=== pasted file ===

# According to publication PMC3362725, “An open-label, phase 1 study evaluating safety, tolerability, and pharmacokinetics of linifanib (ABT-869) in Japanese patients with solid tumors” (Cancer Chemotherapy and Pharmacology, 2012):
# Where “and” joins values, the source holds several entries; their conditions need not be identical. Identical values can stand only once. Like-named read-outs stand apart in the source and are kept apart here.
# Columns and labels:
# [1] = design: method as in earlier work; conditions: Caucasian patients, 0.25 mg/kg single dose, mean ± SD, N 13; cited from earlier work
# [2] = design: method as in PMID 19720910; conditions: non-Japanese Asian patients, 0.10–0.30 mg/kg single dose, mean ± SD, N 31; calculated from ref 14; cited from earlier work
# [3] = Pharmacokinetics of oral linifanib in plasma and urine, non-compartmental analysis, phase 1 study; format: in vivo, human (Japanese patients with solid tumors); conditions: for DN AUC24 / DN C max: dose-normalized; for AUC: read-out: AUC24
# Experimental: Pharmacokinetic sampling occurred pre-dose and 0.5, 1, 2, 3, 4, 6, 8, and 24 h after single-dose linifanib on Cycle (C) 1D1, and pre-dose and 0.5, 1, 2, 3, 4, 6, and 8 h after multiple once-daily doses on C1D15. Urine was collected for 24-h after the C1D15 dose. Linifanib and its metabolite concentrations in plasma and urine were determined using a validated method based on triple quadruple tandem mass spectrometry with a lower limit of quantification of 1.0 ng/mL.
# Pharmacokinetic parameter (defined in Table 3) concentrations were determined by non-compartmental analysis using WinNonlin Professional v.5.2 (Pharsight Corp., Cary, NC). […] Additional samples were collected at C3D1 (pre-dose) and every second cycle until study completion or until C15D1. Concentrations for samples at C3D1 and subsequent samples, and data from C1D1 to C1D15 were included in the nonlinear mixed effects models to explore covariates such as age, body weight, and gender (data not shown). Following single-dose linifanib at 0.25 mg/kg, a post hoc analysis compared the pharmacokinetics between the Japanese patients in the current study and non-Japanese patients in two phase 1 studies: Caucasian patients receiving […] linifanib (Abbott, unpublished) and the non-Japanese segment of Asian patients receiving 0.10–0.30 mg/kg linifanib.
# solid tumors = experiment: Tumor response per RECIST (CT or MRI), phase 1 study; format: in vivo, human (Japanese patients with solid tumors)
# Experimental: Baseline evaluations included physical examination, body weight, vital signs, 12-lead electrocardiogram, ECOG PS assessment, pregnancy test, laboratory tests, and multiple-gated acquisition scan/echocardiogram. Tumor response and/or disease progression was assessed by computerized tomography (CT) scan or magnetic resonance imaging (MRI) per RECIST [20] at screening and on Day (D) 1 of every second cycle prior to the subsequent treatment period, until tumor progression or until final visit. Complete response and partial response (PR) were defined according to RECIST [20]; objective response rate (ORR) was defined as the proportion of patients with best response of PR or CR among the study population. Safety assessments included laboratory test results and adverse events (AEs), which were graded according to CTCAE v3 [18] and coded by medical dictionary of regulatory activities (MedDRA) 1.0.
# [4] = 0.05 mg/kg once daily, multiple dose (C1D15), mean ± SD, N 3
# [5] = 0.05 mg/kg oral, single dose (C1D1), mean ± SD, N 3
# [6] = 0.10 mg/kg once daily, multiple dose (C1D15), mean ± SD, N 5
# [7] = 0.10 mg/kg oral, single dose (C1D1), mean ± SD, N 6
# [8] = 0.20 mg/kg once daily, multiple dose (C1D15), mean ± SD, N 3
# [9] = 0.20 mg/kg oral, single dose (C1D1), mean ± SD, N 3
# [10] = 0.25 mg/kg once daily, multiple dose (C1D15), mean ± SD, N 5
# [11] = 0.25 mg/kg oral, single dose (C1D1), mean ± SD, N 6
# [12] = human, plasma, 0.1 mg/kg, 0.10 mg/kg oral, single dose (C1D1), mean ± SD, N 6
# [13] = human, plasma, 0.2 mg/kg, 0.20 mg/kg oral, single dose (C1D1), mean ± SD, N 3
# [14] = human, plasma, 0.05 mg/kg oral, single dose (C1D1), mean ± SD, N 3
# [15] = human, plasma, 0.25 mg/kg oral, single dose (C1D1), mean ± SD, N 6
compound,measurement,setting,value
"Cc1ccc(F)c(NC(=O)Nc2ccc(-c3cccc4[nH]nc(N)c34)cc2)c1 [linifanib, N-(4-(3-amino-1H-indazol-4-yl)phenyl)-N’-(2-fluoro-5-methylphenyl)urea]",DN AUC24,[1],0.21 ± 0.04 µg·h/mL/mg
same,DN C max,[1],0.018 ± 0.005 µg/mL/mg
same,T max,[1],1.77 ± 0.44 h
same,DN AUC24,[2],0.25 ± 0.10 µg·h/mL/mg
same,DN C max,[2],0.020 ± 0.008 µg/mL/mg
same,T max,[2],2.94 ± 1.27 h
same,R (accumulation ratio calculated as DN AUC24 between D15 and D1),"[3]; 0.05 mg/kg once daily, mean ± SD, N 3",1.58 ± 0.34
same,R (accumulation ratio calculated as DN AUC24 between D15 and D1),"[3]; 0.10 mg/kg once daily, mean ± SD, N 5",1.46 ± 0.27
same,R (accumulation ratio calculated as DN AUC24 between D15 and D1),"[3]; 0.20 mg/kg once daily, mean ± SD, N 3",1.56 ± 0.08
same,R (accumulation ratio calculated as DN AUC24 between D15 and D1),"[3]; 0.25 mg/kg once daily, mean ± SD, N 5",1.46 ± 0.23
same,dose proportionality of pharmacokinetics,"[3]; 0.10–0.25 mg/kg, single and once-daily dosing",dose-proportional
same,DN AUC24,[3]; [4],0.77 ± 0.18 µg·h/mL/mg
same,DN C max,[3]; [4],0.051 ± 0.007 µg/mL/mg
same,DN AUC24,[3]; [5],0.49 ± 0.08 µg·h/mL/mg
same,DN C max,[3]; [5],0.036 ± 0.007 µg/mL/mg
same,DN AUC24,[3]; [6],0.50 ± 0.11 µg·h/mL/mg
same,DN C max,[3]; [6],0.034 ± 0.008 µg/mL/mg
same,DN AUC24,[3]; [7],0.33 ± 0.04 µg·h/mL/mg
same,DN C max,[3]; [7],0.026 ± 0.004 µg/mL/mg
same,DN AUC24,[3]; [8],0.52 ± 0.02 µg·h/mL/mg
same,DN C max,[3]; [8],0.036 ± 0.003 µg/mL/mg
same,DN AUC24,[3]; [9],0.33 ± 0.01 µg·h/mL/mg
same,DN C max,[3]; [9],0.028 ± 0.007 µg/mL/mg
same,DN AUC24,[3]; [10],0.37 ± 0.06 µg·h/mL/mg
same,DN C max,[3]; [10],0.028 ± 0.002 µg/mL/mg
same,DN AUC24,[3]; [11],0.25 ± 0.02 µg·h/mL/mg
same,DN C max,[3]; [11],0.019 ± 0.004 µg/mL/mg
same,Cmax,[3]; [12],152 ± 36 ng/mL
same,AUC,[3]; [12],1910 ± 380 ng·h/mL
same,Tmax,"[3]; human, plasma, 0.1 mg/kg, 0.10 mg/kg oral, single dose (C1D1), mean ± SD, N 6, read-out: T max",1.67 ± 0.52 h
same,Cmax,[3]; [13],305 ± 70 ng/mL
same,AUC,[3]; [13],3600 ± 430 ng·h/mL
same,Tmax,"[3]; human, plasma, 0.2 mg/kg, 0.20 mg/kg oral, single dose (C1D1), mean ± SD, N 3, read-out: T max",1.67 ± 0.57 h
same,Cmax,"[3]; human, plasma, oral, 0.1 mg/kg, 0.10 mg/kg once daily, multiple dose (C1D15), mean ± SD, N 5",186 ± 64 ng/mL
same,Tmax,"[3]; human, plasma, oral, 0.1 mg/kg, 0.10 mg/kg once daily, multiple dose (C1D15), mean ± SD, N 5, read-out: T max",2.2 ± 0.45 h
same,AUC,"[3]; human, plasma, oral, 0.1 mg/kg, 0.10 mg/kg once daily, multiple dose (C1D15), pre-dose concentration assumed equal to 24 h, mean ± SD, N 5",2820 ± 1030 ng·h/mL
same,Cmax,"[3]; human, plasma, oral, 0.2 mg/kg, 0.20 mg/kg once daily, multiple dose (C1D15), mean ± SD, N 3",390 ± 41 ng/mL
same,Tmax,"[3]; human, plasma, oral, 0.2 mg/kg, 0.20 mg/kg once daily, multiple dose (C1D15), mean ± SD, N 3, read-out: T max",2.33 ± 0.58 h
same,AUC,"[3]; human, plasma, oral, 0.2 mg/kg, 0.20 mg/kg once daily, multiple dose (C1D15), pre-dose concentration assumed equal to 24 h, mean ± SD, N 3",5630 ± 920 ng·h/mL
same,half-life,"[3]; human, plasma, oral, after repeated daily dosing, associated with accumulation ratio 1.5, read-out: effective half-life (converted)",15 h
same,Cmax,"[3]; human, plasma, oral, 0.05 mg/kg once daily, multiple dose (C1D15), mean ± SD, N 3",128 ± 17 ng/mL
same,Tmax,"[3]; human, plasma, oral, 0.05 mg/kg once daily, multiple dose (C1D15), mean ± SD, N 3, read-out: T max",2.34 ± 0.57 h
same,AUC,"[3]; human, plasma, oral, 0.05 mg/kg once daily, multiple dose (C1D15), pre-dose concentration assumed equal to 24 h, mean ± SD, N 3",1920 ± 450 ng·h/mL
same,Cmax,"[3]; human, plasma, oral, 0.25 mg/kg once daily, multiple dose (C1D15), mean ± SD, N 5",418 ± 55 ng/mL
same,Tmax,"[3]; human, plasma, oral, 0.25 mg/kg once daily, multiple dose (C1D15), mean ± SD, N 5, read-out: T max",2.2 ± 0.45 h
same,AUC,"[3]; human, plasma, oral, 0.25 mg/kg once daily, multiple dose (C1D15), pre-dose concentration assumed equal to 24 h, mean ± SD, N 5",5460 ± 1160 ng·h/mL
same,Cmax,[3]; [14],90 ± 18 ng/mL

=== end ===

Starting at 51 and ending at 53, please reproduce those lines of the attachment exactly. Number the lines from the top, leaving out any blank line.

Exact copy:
same,Cmax,[3]; [12],152 ± 36 ng/mL
same,AUC,[3]; [12],1910 ± 380 ng·h/mL
same,Tmax,"[3]; human, plasma, 0.1 mg/kg, 0.10 mg/kg oral, single dose (C1D1), mean ± SD, N 6, read-out: T max",1.67 ± 0.52 h